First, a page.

A pharmaceutical company based in London which specialises in women’s health has been acquired for £1.2 billion.
Two private equity firms have bought Theramex, which develops and sells contraception, fertility, menopause, and osteoporosis products, from CVC Capital Partners.
The company pledged to accelerate its growth under its new owners, Carlyle Group and PAI Partners, charting further international expansion and the widening of its portfolio.
The three firms would not confirm the financial terms of the deal, but a source said Theramex had been sold for about £1.2 billion.
It was acquired by CVC from Teva Pharmaceuticals for $703 million (£533 million) four years ago and traces its roots back to 1954. Today it sells more than 20 products in 57 countries, reaching about six million people. The group has about 480 staff.
Carlyle Group, based in Washington, is one of the world’s largest private equity firms. PAI, part of Paribas until 2001, is based in Paris.
CVC is said to have been exploring a sale for several months amid heightened dealmaking activity across the healthcare sector. Bloomberg News first reported that it had appointed advisers in January.
Robert Stewart, chief executive of Theramex, said the deal would enable it to “further accelerate our growth” following the exit of CVC.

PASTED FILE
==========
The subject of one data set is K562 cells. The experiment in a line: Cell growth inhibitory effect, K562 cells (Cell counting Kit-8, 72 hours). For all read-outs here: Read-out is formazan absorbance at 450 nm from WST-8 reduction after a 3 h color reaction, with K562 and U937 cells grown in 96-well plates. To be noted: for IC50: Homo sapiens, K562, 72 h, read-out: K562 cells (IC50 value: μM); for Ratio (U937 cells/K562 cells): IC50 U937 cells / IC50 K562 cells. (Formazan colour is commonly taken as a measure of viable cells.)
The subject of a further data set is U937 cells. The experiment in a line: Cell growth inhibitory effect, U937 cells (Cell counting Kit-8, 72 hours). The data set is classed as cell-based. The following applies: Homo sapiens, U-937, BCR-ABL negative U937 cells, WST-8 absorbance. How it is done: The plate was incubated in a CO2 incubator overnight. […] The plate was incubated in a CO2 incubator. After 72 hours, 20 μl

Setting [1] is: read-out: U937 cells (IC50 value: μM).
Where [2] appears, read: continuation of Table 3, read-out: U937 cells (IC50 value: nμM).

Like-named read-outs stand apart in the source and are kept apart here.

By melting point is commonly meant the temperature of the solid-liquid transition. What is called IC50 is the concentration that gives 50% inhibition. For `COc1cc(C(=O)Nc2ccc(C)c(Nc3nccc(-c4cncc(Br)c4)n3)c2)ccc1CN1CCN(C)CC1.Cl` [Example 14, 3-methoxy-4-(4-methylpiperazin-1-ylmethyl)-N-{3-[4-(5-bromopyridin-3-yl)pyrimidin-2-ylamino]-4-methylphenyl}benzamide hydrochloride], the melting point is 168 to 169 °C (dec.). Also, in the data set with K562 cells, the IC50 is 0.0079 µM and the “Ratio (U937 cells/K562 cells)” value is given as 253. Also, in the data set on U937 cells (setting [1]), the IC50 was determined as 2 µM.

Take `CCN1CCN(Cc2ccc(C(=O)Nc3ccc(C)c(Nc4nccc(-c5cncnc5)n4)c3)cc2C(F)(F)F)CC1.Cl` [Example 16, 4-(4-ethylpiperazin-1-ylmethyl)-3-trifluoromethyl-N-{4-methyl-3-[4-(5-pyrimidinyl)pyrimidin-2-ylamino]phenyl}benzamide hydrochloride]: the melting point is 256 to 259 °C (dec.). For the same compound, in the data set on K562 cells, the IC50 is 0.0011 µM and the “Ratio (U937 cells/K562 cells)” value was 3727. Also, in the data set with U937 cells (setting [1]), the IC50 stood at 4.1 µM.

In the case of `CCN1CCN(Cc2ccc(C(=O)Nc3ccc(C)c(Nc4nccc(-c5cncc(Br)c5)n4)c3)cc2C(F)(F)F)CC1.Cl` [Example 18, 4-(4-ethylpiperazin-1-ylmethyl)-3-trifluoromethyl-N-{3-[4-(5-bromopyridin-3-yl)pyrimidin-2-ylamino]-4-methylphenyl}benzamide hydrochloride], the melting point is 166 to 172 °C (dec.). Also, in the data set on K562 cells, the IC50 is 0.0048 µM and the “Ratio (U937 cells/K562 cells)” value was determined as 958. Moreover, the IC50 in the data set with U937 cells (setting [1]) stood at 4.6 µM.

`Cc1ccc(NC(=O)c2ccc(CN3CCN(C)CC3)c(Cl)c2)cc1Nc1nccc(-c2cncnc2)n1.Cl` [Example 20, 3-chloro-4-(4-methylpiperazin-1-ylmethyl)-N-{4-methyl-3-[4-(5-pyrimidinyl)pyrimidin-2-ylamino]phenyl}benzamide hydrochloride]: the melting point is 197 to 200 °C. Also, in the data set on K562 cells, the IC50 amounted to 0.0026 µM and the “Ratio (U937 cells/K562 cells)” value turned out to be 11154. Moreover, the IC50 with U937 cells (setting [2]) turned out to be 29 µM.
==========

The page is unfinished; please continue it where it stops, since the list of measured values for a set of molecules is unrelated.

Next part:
Lubna Qunash and Philipp Meyer, managing directors of Carlyle’s Europe Partners advisory team, said: “We believe that Theramex’s longstanding and established position as a women’s health champion with a broad and complementary product portfolio are distinctive attributes which position the business well for continued success.”
PAI, added that it would support both “organic and inorganic growth initiatives” pursued by Theramex.
Cathrin Petty, global head of healthcare at CVC, said that Theramex has been “at the forefront of raising awareness and delivering better therapies for women” across the world. “We wish the team every success in the next chapter of growth,” she said.
Carlyle and PAI were jointly advised on the deal by Morgan Stanley, Jefferies and Greenhill & Co. CVC was advised by Rothschild & Co and HSBC.